The Officer Training Unit – a Short History
Brigadier Ian Geddes was given the responsibility to establish an ‘Officer Training Unit’ to increase the numbers of junior officers available to meet the needs of the National Service scheme.
On 1 April 1965, Scheyville became the home for the Officer Training Unit.
The Camp had been used as a hostel for the ‘Dreadnought Agricultural Training Scheme’ at the end of the last century and after the First World War it became an internment camp for German ‘aliens’.
During the Second World War it was used as an Army training centre. In 1949 the Camp became the first temporary home for many migrants who wanted to start a new life in Australia.
Brigadier Geddes and his staff designed a course where single lessons often incorporated several aspects of the syllabus to accelerate the learning process.
The OTU cadets’ days comprised ten to 14 hours of demanding physical training and intensive mental precision – for 22 weeks.
Although the course was primarily designed to produce Infantry Platoon Commanders Second Lieutenants, the graduates were posted to all Army Corps and served in units around Australia.
Many served in South Viet Nam, Papua New Guinea, Malaysia and Singapore. Eight were killed in action in Viet Nam. In all, some 1803 National Servicemen graduated from the OTU, Scheyville.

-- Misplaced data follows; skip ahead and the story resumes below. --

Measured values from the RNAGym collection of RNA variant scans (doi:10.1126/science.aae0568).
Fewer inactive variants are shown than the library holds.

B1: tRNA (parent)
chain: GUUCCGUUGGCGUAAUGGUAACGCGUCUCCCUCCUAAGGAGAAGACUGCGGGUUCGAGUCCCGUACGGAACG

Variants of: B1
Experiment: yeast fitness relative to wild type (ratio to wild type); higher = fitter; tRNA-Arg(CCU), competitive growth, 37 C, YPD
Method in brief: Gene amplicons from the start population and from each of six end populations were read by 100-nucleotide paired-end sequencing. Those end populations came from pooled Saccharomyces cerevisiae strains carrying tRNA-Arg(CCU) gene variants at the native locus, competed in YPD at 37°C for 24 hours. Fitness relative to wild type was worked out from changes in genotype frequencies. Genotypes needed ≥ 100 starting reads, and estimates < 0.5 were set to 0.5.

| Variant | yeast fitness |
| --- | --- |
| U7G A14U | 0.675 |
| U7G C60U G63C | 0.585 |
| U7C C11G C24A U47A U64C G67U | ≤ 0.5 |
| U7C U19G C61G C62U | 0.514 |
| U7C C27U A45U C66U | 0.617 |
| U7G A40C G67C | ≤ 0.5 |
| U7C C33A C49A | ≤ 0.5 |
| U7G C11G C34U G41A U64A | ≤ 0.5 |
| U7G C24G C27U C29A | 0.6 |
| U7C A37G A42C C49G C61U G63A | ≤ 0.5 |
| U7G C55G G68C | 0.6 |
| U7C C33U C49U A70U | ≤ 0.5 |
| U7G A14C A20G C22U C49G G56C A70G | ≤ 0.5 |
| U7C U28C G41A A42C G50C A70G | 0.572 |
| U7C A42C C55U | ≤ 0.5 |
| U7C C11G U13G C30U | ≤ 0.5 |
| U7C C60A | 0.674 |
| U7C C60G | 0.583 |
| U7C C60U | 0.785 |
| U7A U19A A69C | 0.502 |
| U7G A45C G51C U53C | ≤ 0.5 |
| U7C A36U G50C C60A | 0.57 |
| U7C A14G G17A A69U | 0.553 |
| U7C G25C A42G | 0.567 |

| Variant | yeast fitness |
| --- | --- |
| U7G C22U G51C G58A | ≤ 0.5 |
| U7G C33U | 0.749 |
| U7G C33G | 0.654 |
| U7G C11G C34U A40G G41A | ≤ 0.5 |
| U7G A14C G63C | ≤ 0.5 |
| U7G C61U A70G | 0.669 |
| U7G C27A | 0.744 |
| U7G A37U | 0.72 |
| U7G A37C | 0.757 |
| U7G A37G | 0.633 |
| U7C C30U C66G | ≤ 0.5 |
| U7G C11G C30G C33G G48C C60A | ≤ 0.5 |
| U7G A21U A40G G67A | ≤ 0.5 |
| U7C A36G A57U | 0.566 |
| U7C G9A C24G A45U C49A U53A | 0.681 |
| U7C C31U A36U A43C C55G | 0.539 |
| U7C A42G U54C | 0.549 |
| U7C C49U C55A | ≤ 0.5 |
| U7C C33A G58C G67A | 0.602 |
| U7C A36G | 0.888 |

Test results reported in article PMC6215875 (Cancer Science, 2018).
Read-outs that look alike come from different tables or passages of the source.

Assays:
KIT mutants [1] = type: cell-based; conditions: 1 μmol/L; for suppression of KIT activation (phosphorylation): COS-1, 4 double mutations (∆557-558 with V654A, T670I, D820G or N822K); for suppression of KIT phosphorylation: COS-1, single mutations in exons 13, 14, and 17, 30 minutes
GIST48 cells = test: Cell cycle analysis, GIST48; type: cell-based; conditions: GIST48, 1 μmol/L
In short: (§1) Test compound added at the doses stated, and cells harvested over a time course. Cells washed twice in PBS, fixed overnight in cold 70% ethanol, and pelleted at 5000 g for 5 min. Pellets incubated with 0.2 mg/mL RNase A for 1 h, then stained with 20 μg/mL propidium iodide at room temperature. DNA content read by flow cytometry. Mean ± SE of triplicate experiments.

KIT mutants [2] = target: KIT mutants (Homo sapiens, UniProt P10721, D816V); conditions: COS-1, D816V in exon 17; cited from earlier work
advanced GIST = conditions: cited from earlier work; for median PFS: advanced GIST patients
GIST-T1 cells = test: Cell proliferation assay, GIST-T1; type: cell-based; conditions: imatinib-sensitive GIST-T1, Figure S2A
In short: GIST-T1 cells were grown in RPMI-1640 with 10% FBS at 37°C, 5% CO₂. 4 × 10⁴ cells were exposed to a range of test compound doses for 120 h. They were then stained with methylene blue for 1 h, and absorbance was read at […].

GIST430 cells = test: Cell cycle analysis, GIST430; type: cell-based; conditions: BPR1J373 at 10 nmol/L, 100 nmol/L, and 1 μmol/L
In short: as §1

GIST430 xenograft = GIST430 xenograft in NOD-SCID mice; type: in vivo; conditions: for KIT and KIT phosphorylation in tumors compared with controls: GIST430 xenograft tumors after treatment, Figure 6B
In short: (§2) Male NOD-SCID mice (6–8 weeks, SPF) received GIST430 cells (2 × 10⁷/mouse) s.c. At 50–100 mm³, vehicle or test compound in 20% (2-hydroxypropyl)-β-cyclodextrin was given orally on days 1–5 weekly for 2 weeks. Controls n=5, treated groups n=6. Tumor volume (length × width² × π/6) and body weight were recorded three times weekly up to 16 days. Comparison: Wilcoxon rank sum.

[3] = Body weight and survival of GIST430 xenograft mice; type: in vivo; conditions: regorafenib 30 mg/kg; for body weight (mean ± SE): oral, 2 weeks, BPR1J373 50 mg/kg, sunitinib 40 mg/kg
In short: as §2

In addition there were another 68 men who graduated from Scheyville as part of the OTU Wing of the Officer Cadet School, Portsea.
The OCS wing was established to make up the shortfall in officer ranks when Gough Whitlam abolished National Service in December 1972.
Aims of the Association
Promotion, maintenance and fostering of fellowship between members;
To preserve and maintain interest in O.T.U., its properties, traditions and memorabilia within the civilian and military communities;
To preserve the memory of those members who have suffered, died or been injured in the course of their duty for Australia;
To promote youth leadership and development training in order to provide a life enhancing opportunity to young Australians.
Many who attended Scheyville and went on to become successful businessmen and leaders in their fields cite the training that they received at Scheyville as having contributed to their success.
Those who did not graduate, but still shared ‘the experience’, are nevertheless welcome members of the Association.
Former Directing Staff are also welcome, (all is forgiven) as without them ….